What makes an interesting image, part two: illusion and reality

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Inversion I

In the previous article, we distilled down the two components of an interesting image: subject and presentation. We looked at the theoretical implications of both; today we’re going to attempt to address practical application. It will be in a very limited subjective way, as there’s simply no way to do it at an absolute level; I suppose it will be as much a snapshot of my current state of interpretation of the purpose of photography as a medium as much as anything. I certainly would not have had this line of logic two years ago, nor will I probably agree with everything again in another two years. The more we see, the more we experiment, the more our own vision evolves together with the creative philosophy behind it.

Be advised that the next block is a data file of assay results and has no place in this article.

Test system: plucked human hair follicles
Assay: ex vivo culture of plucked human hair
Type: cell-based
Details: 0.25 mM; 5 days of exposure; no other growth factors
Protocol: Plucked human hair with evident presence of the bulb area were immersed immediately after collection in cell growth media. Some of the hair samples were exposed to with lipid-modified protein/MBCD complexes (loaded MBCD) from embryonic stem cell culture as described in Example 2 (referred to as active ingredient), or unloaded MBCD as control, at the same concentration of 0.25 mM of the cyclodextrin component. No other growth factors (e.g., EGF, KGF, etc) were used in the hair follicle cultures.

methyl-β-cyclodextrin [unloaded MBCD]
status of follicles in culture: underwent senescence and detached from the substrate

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Portrait of a man

It’s probably quite important to think about the personal part: I don’t think anybody will argue against it being almost impossible to make an image that’s universally interesting to everybody. That said, every image will be relatable to some degree or other: the question is, to what extent? As the ‘personal resonance’ increases, the audience shrinks. Ultimately, there should be an audience of at least one: the client. I use that term in a broad sense: commissioned commercial work aside, it’s going to be the creator (and ideally should still be the creator even for commissioned work).

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Form defined by negative space.

I think there are really only two ways around this that still result in the production of an interesting image: either leaving a deliberate amount of ambiguity, or the sort of clinical precision/ perfection that may appeal unemotional and cold to some, but hits the target precisely for one person and one person only. That person should obviously be the creator, simply because it’s impossible to know the mind of somebody else to the same extent that one knows one’s own likes and dislikes*. Both approaches require a goodly amount of control, both from an artistic/aesthetic standpoint as well as a technical one.